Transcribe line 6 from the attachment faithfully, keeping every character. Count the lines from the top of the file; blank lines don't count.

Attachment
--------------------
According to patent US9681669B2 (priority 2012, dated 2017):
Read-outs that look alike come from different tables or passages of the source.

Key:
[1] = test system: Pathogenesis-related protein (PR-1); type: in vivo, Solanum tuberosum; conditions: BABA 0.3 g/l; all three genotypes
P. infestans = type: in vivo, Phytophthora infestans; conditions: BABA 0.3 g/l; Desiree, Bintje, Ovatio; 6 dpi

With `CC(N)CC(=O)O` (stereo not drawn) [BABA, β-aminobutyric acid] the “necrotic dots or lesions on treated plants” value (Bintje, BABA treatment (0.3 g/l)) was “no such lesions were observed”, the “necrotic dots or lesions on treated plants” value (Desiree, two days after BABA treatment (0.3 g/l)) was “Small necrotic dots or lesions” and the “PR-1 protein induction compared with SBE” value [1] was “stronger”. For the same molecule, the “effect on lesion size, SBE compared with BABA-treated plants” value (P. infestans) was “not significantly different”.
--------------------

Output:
With `CC(N)CC(=O)O` (stereo not drawn) [BABA, β-aminobutyric acid] the “necrotic dots or lesions on treated plants” value (Bintje, BABA treatment (0.3 g/l)) was “no such lesions were observed”, the “necrotic dots or lesions on treated plants” value (Desiree, two days after BABA treatment (0.3 g/l)) was “Small necrotic dots or lesions” and the “PR-1 protein induction compared with SBE” value [1] was “stronger”. For the same molecule, the “effect on lesion size, SBE compared with BABA-treated plants” value (P. infestans) was “not significantly different”.